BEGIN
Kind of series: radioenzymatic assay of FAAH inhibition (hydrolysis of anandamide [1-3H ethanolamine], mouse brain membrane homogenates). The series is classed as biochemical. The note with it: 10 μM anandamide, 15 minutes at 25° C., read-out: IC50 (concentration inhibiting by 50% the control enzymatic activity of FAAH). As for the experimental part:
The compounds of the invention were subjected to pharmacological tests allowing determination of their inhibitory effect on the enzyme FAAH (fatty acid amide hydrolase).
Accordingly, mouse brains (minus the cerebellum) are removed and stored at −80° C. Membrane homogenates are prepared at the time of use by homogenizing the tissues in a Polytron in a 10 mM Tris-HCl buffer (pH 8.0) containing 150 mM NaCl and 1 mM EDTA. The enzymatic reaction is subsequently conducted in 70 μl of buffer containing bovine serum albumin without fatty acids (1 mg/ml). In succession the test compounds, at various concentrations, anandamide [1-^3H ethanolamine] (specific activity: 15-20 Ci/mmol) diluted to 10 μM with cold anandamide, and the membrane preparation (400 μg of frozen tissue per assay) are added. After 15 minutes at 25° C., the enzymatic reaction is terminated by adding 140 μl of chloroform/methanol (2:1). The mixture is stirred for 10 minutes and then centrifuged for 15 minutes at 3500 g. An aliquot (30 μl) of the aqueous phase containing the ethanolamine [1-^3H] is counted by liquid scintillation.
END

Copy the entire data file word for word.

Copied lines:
Kind of series: radioenzymatic assay of FAAH inhibition (hydrolysis of anandamide [1-3H ethanolamine], mouse brain membrane homogenates). The series is classed as biochemical. The note with it: 10 μM anandamide, 15 minutes at 25° C., read-out: IC50 (concentration inhibiting by 50% the control enzymatic activity of FAAH). As for the experimental part:
The compounds of the invention were subjected to pharmacological tests allowing determination of their inhibitory effect on the enzyme FAAH (fatty acid amide hydrolase).
Accordingly, mouse brains (minus the cerebellum) are removed and stored at −80° C. Membrane homogenates are prepared at the time of use by homogenizing the tissues in a Polytron in a 10 mM Tris-HCl buffer (pH 8.0) containing 150 mM NaCl and 1 mM EDTA. The enzymatic reaction is subsequently conducted in 70 μl of buffer containing bovine serum albumin without fatty acids (1 mg/ml). In succession the test compounds, at various concentrations, anandamide [1-^3H ethanolamine] (specific activity: 15-20 Ci/mmol) diluted to 10 μM with cold anandamide, and the membrane preparation (400 μg of frozen tissue per assay) are added. After 15 minutes at 25° C., the enzymatic reaction is terminated by adding 140 μl of chloroform/methanol (2:1). The mixture is stirred for 10 minutes and then centrifuged for 15 minutes at 3500 g. An aliquot (30 μl) of the aqueous phase containing the ethanolamine [1-^3H] is counted by liquid scintillation.